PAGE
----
Also in Australia, the two little sea eaglets, 27 and 28, are just cute. They are really growing. Dad brought in a life fish and was going to feed them today. Lady flew in and stepped on the fish before it could flop all over the chicks. Then she took over the feeding. Both ate well but 27 had an enormous crop.

It continues to be as good a day as it can be in Bird World. The juvenile Ospreys are eating and eating preparing to being their migration. For some of the UK nests the average number of days is around 90 hatch days old for fledging. We will be keeping our eyes open to see who is leaving.

Thank you so much for joining me. Have a wonderful Friday everyone. See you soon.

Thank you to the following for their streaming cams where I took my screen shots: WBSE Sea Eagle Cam, Birdlife Australia and the Discovery Centre, Cumbrian Wildlife Trust and the Foulshaw Moss Osprey Nest, Falconcam Osprey Project, C Sturt University and Cilla Kinross, the Eagle Club of Estonia, and the Latvian Fund for Nature.

Estonian Black Storks fledge…and other news from Bird World

All you have to do is watch a songbird catching insects for her wee nestlings, coming and going all day, to clearly see the great effort this is on behalf of the adult. As the nestlings grow ever larger, those same parents have tremendous pressure to increase the amount of food and the number of deliveries. Just finding food has been a serious challenge for all the birds this year whether they are in Montana, Florida, or Latvia. The tremendous heat waves, droughts, and urban development have impacted hunting areas as well as the quantity of fish or prey available.

I recorded an evening food delivery to Grafs and Grafiene’s storklings in Latvia. This is about a minute long. I could have recorded them for much longer but I can only upload so many MBs. It is absolutely fascinating. The parent arrives, regurgitates the fish, and quickly gets out of the way! Those three are so excited– and hungry!

There have been some concerns over the availability of food. Latvia has experienced, like other countries, excessive summer heat. ‘S’ tells me that they have also been experiencing land amelioration that has caused drainage issues in the surrounding area. If you have ever watched Ferris Akel’s Live Tours of birding areas in upstate New York, you will be aware of how the drainage of land impacts the birds. One day the water and food are there and two or three days later – gone! Poof. The summer heat has exacerbated these issues. Still, this trio of Black Stork nestlings seem to be developing quite well.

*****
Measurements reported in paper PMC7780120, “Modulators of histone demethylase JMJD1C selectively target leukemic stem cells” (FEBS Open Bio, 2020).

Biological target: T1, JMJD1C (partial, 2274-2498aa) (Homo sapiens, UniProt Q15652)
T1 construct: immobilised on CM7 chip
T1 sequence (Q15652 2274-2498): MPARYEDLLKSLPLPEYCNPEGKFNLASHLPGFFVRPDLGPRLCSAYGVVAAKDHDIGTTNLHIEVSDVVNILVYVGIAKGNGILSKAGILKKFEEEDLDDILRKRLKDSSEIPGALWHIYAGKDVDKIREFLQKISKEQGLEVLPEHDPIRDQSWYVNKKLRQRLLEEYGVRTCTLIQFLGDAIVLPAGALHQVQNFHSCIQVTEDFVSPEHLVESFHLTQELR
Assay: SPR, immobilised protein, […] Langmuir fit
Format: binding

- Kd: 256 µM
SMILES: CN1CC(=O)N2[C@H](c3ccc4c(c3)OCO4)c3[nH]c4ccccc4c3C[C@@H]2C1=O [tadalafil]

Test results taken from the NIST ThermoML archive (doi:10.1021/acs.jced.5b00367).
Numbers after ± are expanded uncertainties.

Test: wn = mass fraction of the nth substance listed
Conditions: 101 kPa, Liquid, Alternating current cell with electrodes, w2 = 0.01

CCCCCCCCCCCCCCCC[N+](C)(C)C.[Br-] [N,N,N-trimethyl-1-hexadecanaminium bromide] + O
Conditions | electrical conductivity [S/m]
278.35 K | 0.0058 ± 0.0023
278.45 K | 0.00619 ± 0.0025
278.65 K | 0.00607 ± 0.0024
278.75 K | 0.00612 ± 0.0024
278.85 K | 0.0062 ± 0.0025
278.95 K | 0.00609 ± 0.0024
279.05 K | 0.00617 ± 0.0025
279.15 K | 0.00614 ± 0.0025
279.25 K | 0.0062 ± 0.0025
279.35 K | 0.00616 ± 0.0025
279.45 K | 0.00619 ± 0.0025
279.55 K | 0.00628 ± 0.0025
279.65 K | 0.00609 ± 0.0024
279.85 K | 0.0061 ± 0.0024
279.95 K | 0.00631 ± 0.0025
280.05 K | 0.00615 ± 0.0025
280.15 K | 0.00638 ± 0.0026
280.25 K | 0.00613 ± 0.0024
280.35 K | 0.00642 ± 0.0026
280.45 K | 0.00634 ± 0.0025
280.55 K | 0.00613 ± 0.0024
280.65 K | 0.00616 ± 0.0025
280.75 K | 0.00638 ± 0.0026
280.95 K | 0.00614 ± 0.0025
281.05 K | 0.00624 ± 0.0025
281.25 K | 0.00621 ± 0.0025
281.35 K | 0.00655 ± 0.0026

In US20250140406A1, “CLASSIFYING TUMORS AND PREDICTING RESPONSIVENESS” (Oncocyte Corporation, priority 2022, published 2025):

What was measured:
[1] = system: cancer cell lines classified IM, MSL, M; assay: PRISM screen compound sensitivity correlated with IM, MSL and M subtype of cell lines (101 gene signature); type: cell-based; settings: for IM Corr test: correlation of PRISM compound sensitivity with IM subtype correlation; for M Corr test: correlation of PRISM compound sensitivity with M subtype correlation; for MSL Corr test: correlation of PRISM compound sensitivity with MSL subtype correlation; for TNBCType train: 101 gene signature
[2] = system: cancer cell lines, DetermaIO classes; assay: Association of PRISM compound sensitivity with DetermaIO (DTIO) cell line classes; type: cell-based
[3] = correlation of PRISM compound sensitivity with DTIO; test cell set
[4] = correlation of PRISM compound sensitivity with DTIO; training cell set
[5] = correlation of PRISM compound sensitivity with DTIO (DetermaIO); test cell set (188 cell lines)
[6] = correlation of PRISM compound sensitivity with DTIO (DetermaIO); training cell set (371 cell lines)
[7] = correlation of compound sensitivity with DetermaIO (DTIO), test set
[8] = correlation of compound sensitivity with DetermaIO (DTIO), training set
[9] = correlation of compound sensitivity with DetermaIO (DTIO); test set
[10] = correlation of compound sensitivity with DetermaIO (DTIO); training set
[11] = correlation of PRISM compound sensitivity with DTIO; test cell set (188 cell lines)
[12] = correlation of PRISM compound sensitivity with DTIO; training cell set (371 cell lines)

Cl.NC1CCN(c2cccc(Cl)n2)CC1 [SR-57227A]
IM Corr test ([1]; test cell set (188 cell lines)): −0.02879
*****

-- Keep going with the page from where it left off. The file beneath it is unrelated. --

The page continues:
If you missed it, Karl II and Kaia’s nestlings were ringed on 9 July at the nest in the Karula National Park in southern Estonia. They also had Kotkaklubi transmitters put on their legs so the researchers can follow them as they migrate. They are Pikne 716P, Tuul 716 T and Udu is 716U. Tuul is the youngest and is seen here in this short video clip flapping and jumping. That nest seems so small!

All that flapping was leading up to something — Udu 716U fledged at 6:19 and then another fledged 716T, Tuul. This leaves Pikne, 716 P to fly. The fledgling Udu has flown and returned to the nest and flown again. It is so wonderful to see them in the early morning enjoying the little bit of wind under their wings. Always exciting and bittersweet.

I promised you an update on Big Red, Arthur, and the Ks. Everyone is doing well. K1 and K3 are very strong fliers and have really extended their range within the territory of their parents on the Cornell University campus. K1 is a very successful hunter. It is unclear to me whether or not K3 has caught his own food yet but, if he hasn’t, he will soon. Big Red and Arthur seem to take turns watching the fledglings progress from a distance.